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Please use this url to cite or link to this publication:

Chicago
Deboeverie, Francis, Sanne Roegiers, Gianni Allebosch, Peter Veelaert, and Wilfried Philips. 2017. “Human Gesture Classification by Brute-force Machine Learning for Exergaming in Physiotherapy.” In 2016 IEEE Conference on Computational Intelligence and Games (CIG), 1–7. IEEE.
APA
Deboeverie, F., Roegiers, S., Allebosch, G., Veelaert, P., & Philips, W. (2017). Human gesture classification by brute-force machine learning for exergaming in physiotherapy. 2016 IEEE Conference on Computational Intelligence and Games (CIG) (pp. 1–7). Presented at the 2016 IEEE Conference on Computational Intelligence and Games (CIG), IEEE.
Vancouver
1.
Deboeverie F, Roegiers S, Allebosch G, Veelaert P, Philips W. Human gesture classification by brute-force machine learning for exergaming in physiotherapy. 2016 IEEE Conference on Computational Intelligence and Games (CIG). IEEE; 2017. p. 1–7.
MLA
Deboeverie, Francis, Sanne Roegiers, Gianni Allebosch, et al. “Human Gesture Classification by Brute-force Machine Learning for Exergaming in Physiotherapy.” 2016 IEEE Conference on Computational Intelligence and Games (CIG). IEEE, 2017. 1–7. Print.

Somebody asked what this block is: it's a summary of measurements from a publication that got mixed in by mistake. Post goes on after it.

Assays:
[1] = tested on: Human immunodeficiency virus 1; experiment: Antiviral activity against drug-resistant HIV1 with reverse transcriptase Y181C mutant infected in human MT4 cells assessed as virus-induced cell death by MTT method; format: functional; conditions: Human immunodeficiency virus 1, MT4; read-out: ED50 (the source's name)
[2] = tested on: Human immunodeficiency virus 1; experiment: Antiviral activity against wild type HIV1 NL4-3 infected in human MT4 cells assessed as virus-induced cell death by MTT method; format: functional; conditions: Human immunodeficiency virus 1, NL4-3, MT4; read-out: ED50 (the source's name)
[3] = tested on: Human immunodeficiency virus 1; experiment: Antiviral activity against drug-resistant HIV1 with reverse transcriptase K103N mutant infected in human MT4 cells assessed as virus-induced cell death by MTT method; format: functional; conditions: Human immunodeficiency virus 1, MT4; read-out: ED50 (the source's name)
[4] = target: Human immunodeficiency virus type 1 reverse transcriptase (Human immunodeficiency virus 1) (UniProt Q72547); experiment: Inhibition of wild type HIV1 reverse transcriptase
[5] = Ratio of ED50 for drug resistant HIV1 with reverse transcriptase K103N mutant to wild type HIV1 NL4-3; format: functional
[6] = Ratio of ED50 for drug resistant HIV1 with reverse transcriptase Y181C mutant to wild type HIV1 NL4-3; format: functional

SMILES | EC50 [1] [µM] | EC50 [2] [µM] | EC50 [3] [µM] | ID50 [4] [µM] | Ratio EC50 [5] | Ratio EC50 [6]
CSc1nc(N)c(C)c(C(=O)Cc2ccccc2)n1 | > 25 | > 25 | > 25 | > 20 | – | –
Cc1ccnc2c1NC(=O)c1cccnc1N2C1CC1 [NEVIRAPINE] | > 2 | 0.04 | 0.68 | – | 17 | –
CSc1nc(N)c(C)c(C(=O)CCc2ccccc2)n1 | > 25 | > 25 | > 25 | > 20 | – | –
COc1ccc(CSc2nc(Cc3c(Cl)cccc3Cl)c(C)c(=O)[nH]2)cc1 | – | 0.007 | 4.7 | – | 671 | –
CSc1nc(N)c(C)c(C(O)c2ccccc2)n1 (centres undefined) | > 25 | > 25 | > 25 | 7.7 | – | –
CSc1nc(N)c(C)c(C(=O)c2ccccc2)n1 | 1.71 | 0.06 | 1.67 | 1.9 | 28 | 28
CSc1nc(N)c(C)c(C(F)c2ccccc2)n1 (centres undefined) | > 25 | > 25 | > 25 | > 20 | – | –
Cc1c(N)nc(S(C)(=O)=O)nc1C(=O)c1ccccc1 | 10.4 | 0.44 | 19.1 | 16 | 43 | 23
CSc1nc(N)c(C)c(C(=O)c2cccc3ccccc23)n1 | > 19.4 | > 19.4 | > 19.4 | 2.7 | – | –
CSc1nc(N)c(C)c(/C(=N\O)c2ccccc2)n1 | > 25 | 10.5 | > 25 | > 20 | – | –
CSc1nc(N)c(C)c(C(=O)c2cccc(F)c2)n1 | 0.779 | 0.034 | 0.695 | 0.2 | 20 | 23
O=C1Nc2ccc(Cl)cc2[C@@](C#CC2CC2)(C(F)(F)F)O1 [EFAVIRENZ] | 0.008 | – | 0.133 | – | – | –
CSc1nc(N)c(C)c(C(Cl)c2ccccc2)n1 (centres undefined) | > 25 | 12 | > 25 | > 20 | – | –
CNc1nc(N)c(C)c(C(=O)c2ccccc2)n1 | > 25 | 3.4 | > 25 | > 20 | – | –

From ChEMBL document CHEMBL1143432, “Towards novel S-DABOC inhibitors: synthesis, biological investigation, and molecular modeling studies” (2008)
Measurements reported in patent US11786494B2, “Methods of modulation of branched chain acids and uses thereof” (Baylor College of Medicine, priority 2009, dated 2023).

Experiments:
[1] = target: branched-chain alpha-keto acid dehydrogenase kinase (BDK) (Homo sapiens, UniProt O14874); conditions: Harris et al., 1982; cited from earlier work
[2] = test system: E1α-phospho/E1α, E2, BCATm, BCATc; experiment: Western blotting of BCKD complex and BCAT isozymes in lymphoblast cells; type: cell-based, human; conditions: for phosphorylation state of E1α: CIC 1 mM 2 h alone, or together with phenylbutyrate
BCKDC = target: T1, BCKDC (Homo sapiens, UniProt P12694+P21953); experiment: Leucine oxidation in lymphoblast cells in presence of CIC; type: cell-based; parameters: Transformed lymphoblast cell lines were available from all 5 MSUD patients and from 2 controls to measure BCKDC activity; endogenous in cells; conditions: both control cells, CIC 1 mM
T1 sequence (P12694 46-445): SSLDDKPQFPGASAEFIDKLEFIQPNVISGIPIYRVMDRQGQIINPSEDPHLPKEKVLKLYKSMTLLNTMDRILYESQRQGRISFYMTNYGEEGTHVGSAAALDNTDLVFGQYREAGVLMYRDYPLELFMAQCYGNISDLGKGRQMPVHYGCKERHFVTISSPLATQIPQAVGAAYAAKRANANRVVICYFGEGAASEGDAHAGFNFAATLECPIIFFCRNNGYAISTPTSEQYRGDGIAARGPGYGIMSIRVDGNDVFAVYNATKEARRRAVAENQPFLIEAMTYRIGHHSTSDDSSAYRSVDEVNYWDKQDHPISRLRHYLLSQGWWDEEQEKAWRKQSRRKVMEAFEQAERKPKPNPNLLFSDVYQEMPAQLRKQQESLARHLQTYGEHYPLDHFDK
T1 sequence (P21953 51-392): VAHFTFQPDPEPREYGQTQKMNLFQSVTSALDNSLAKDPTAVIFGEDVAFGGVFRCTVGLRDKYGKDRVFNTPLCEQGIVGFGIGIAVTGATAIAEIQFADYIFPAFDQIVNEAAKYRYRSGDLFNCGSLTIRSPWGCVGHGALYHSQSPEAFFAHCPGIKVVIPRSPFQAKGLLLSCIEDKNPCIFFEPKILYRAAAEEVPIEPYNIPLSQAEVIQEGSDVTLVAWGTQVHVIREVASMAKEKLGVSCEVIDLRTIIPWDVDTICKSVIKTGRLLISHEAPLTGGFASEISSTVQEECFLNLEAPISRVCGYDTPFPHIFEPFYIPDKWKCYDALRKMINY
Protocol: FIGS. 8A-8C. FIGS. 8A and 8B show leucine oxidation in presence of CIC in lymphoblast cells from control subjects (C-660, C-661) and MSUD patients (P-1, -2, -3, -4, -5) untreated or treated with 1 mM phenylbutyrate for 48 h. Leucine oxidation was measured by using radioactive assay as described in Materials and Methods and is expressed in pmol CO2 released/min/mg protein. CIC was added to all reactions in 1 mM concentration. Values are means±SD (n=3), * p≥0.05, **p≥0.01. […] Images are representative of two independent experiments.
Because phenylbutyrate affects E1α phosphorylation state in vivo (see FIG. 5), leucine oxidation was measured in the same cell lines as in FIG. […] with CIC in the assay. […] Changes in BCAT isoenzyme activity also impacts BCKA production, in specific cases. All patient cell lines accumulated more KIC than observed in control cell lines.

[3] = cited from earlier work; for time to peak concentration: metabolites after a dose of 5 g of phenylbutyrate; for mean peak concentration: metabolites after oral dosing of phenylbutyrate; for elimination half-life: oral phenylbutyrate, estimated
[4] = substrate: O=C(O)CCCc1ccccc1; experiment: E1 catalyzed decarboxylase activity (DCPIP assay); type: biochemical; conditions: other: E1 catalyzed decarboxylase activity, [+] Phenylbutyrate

@inproceedings{8525974,
  abstract     = {In this paper, a novel approach for human gesture classification on skeletal data is proposed for the application of exergaming in physiotherapy. Unlike existing methods, we propose to use a general classifier like Random Forests to recognize dynamic gestures. The temporal dimension is handled afterwards by majority voting in a sliding window over the consecutive predictions of the classifier. The gestures can have partially similar postures, such that the classifier will decide on the dissimilar postures. This brute-force classification strategy is permitted, because dynamic human gestures show sufficient dissimilar postures. Online continuous human gesture recognition can classify dynamic gestures in an early stage, which is a crucial advantage when controlling a game by automatic gesture recognition. Also, ground truth can be easily obtained, since all postures in a gesture get the same label, without any discretization into consecutive postures. This way, new gestures can be easily added, which is advantageous in adaptive game development. We evaluate our strategy by a leave-one-subject-out cross-validation on a self-captured stealth game gesture dataset and the publicly available Microsoft Research Cambridge-12 Kinect (MSRC-12) dataset. On the first dataset we achieve an excellent accuracy rate of 96.72\%. Furthermore, we show that Random Forests perform better than Support Vector Machines. On the second dataset we achieve an accuracy rate of 98.37\%, which is on average 3.57\% better then existing methods.},